said, that taking warning by the impatience manifested by the House, he should address himself shortly and plainly to the simple question before them. That question was, whether they should go into a committee of the whole House, for the purpose, as he understood, of ascertaining whether or not some legislative measure might not be introduced which would settle this question? The right hon. gentleman opposite would not, however, accede to the proposal; he would not run the risk of prolonging the session a few short days, or a week or two at most, to enable them to settle this question—the final settlement of which, he believed, settled how it might be, would be of far greater importance than any other. Important and extensive as he deemed the consequences which would be involved in settling the question either way; highly important as he thought the different details connected with the subject; yet they were all, in his estimation, of far less importance to the country, than finally settling the question which the right hon. gentleman said they would not have time to discuss. He referred, no doubt, to the circumstance that the parliament was now drawing to its close, and the members would soon have to meet their constituents; and it was under these circumstances that the right hon. gentleman thought the Corn-laws an unfit subject for discussion. He could not, however, view the matter in that light. He could not but conceive, that, before they separated, they ought to take some step to satisfy the country, and put this important question in a course for final decision. The course pursued by the right hon. gentleman was one which it was not possible could give satisfaction to either of the great parties interested in the decision. Coming to no distinct resolution, each party remaining in uncertainty as to the future state of the question, it was inevitable that both would put their own construction on it, and the construction of each would be influenced by their apprehensions. What those constructions would be, the House might learn from the speech of the hon. member for Surrey, who was one of that class for whose interest the postponement was, if for any, beneficial; and he had expressed his aversion to the postponement. He had found no satisfaction in it, but had said he saw, with fright and alarm, the fearful doctrine which was connected with the postponement. But, would the manufacturers, would the consumers, would the great mass of the people, be contented with this delay? He believed no such thing; and by not discussing the question now, they would come to a resolution that would, of all others, be the least likely to enable gentlemen to meet their constituents with satisfaction. There was one other reason which had been mentioned for opposing the motion of his hon. friend, and that was the only reason which had any weight with him; he meant, what had been said of the present unsettled state of the cur- rency; but he did hope, that, before the committee should have concluded its labours, something might be settled with regard to the currency, which would either show the difficulty of settling the question, or enable them to come to some resolution which would, at least, promise a satisfactory conclusion. By putting it off till next session, it could not be hoped that it would even then be settled. And, in what state, he would ask, did things in the mean time remain? While things were in this state, no man could tell what his land was worth; no man could sell land; no man would buy land; no man could take a farm; contracts would not be made, or could not be kept; no man could tell what rents would be, and hardly what they now were. He doubted the argument adduced by his hon. friend, which went to show, that lowering the price would not affect rent. The present system was never intended as a final arrangement. It had not been so stated when it was proposed, and it had not been so understood by those who supported it. He was not himself then in parliament, but this he knew to be their conviction. If that arrangement was only temporary, the time was now come for making it permanent. It was now time to sweep away that system of averages which was liable to all the objections made to the system of prohibitions. It was now time to get rid of what had been called the sliding duties, and repeal the prohibitions permitting the ports to be continually open, only laying on such a protecting duty as would enable the agriculturist to grow his produce on such terms as to stand the conflict with the foreign grower. He was not prepared to contend, that lowering price would not lower rent; and not supposing that this would be the effect, he would not utter one word that should encourage any delusion of that nature; but he conceived that the Corn laws, if they gave high rents, caused extensive fluctuations in them, and he concluded that repealing them would give permanent and steady prices, lowering rents, but preventing fluctuations in them. To say that the repealing the Corn laws would not lower rents, would, he thought, be treating the landed interest unfairly. It would tend to lower rents, not to fix them, and with lower rents, he hoped there would be lower wages; at least with one class of the community. He hoped that the high wages for public services, the high salaries for public men, settled at a time when every thing else was high, would be lowered when every thing was lowered. They were increased a few years ago, and he hoped they would be revised and diminished, thereby affording relief to the landed interest, by lessening the public burthens. They would, if the Corn laws were repealed, derive relief from diminished poor-rates, from diminished county-rates, and from a lessening of the public burthens; and, expecting to be relieved of all these, the landed interest, under such circumstances, ought to wish the question set at rest as speedily as possible, and should, like him, vote for the motion of his hon. friend.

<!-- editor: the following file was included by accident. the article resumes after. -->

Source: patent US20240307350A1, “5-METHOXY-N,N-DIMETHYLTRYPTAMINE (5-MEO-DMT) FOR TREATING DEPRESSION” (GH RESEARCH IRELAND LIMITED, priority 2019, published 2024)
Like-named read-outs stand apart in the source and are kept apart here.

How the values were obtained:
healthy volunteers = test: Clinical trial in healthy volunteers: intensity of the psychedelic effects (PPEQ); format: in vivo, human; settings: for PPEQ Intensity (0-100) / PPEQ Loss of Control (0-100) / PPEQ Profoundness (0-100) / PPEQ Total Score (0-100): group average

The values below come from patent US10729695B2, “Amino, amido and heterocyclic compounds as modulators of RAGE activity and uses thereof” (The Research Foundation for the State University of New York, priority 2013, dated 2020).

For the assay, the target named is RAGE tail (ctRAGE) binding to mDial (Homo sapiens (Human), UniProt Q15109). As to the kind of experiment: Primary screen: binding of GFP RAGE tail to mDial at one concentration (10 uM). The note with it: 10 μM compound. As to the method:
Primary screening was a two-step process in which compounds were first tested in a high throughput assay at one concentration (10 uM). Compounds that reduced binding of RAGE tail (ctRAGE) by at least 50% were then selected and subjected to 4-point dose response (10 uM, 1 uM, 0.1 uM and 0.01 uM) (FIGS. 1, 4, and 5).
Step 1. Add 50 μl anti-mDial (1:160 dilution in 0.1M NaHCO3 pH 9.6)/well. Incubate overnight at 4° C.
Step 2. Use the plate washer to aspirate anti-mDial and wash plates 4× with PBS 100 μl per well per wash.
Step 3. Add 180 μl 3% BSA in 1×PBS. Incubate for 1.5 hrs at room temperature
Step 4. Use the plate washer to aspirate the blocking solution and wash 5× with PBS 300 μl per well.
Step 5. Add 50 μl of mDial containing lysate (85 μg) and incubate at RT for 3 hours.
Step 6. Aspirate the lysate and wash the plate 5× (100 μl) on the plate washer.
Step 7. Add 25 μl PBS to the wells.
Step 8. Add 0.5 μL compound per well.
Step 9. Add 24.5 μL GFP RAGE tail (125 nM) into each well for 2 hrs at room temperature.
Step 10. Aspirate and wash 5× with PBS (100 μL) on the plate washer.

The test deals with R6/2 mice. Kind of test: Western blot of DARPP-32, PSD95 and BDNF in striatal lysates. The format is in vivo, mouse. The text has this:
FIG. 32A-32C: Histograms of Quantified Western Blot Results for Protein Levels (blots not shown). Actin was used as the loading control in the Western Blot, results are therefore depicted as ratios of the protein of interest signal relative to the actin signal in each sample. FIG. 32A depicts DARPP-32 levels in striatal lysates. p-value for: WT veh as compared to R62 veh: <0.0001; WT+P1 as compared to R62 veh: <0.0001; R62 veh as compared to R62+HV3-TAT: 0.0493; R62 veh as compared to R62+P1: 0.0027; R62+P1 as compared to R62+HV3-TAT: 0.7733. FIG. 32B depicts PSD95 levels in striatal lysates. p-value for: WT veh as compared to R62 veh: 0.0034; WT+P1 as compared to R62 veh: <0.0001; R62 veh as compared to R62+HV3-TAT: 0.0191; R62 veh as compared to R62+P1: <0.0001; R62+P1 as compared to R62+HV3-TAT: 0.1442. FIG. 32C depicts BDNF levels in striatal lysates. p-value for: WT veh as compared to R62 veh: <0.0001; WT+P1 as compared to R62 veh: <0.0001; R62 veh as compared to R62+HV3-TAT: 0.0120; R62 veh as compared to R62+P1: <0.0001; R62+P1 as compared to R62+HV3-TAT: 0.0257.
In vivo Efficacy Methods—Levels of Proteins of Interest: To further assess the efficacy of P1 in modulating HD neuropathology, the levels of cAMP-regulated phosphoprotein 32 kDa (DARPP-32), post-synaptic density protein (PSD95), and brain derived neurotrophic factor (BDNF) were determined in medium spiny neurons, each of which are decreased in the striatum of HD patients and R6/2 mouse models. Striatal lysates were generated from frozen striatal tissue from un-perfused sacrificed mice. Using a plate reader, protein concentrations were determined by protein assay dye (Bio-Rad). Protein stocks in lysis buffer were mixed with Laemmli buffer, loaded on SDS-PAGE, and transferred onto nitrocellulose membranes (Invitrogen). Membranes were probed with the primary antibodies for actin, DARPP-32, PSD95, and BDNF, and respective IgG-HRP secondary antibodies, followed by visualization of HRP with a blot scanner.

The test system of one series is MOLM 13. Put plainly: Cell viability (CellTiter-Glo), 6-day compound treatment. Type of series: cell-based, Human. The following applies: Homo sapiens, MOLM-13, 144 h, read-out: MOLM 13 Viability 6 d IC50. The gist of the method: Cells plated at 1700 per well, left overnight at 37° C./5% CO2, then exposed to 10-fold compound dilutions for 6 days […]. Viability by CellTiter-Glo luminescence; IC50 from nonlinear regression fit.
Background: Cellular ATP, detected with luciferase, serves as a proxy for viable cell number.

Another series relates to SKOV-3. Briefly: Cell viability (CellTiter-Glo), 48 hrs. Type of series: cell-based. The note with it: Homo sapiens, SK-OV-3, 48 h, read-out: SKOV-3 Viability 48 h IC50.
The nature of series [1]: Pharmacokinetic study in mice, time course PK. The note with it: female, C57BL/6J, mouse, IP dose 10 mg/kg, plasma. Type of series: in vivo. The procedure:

Mr. Whitmore